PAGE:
MassBike's mission is to get more people on bikes throughout the Commonwealth, and one of our flagship efforts is the Bikeable Communities Program (BCP). Programs Director Price Armstrong presented our work with the BCP to Summit participants. As more decision-making is devolved from the federal government to the states and localities, building the local capacity of advocates in our communities is crucial to projects being built right. We accomplish this through multiple specific services, including bicycle education and training offerings, bikeability assessments, bike network planning, research, mapping projects, and public outreach assistance. For more information, contact Services@MassBike.org.
Everyone who participated is a winner in our book, but here is the official "podium" for MA:
- Len "Rubber Legs" Irving, Plympton (7388 points)
- Cynthia Zabin, Roslindale (6250 points)
- David Rioux, Swansea (5791 points)
- Somerville (26,870)
- Cambridge (24,066)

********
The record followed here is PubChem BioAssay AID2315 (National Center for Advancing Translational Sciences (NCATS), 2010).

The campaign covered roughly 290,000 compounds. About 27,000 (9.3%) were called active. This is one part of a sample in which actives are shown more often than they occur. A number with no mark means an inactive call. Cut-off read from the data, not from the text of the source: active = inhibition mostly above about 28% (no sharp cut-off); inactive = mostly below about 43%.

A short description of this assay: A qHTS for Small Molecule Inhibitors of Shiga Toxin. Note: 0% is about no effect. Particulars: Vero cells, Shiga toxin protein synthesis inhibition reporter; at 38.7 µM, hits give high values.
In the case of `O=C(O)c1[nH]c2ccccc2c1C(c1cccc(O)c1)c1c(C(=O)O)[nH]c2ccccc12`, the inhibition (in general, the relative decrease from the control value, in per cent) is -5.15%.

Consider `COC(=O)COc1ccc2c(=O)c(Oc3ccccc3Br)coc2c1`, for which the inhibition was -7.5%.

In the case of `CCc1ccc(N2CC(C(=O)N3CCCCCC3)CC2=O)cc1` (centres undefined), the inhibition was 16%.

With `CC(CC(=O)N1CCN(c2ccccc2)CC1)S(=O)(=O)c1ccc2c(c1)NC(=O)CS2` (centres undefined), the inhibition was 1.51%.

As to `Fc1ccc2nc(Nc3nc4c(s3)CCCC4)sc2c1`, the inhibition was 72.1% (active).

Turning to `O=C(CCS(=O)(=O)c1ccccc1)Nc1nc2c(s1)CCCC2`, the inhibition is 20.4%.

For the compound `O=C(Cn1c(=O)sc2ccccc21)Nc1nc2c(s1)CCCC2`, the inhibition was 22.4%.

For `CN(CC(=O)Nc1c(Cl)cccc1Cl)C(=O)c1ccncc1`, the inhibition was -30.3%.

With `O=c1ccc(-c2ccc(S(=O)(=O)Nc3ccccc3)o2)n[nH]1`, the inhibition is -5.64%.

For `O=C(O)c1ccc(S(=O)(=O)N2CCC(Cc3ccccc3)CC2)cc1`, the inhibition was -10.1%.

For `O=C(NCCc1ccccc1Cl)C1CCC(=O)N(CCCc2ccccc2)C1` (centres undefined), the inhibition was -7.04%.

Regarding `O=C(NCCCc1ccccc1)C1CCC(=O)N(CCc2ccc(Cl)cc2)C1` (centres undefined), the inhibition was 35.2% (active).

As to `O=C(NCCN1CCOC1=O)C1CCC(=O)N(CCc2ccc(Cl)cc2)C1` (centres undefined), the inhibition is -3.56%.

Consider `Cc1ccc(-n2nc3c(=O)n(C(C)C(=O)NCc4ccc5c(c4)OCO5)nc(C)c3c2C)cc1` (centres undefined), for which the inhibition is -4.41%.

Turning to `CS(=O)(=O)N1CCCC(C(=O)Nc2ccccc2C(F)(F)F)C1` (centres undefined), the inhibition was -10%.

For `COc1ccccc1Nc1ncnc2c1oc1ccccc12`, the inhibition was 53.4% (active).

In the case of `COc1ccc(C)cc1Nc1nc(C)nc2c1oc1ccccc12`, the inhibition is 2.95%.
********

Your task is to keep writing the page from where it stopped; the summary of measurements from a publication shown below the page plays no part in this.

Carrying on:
- Roslindale (20,871)
- Boston Museum of Science (26,088)
- Toole Design Group (19,741)
- Visible Measures (17,336)
Each day you rode was worth 20 points, and each mile you rode was an additional point. This gave more weight to consistent biking on a daily basis, while still recognizing those who travel greater distances.
This was the first year that Massachusetts participated in the National Bike Challenge, so we have a bit of catching up to do to move up in the national rankings. Next year, we look forward to making an even stronger showing, with more people, more cities and towns, and more businesses participating! Be sure to sign up again in the Spring!
You can register for and learn more about the summit here. More details about the event are:
Tilden Arts Center at Cape Cod Community College
2240 Iyannough Road (Route 132)
Please use parking lots #1 or #2
West Barnstable, MA 02668
Friday, November 8th
8:30 - 2:00 pm
Barnstable County Department of Human Services
The timing for this summit is great, since biking is bigger than ever on the Cape. The Shining Sea Bikeway and the Cape Cod Rail Trail are heavily utilized paths during fair-weather months, and the Cape Code Regional Transit Authority recently published its "Getting To and Through Cape Cod" map to promote multimodal transportation. This summit is a great opportunity to meet other bike advocates, municipal and regional officials, and elected leaders interested in continuing the work of making bicycling safer and better on the Cape. See you in November!